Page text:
Samsung quizzed over corruption scandal

Two senior Samsung executives have been questioned as part of the corruption probe surrounding South Korea’s impeached president, Park Geun-hye.

The firm is accused of giving large donations to non-profit foundations operated by Choi Soon-sil, a close confidante of Ms. Park.

The donations were allegedly given in exchange for political support of a controversial merger.

Ms. Choi has been charged with coercion and attempted fraud.

According to South Korea’s Yonhap news agency, Choi Gee-sung, a Samsung vice chairman, and Chang Choong-ki, a president at the group, were being interviewed on Monday by special prosecutors about the corruption allegations.

It was reported the pair were being treated as witnesses, rather than being suspected of any wrongdoing.

The claims circle around a merger between the electronics giant’s construction arm, Samsung C&T, and an affiliate firm, Cheil Industries.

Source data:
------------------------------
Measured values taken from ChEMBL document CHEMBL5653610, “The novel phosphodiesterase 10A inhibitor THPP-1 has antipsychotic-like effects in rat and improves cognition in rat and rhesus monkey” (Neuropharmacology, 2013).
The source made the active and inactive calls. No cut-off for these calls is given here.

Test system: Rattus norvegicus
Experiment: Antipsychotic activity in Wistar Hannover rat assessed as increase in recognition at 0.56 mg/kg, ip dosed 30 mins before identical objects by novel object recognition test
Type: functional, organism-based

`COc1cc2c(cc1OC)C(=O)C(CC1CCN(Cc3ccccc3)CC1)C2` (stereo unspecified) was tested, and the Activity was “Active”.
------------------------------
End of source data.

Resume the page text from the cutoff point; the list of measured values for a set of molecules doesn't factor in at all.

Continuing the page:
The deal went through despite significant opposition from shareholders, who said it would hurt minority shareholders while benefiting the family of Samsung’s group owner Lee Kun-hee.

Horse funding

South Korea’s National Pension Service (NPS), which owns stakes in both companies, sealed the deal by voting in favor of it and the head of the NPS has since been arrested.

But prosecutors also allege that Samsung gave €2.8m euros ($3.1m; £2.5m) to a company co-owned by Ms. Choi and her daughter, in return for Ms. Park’s support for the deal.

In a parliamentary session last month, senior executives of Samsung admitted the firm gave money to help the equestrian career of Ms. Choi’s daughter, Chung Yoo-ra.

Samsung’s de-facto head, Lee Jae-yong confirmed that the company had paid for a horse for Ms. Chung – though to be worth around $850,000 – saying he regretted the move.

Powers stripped

A total of eight firms have so far admitted donating funds linked to President Park Geun-hye, but deny seeking favors.

Politicians voted on 9 December to impeach President Park – a decision South Korea’s constitutional court has six months to uphold or overturn. Until then she remains formally president but stripped of her powers, which are handed to the prime minister, a presidential appointee.

Ms. Park denies wrongdoing but has apologized for the way she managed her relationship with Ms. Choi, who also denies committing criminal offenses.

 

 

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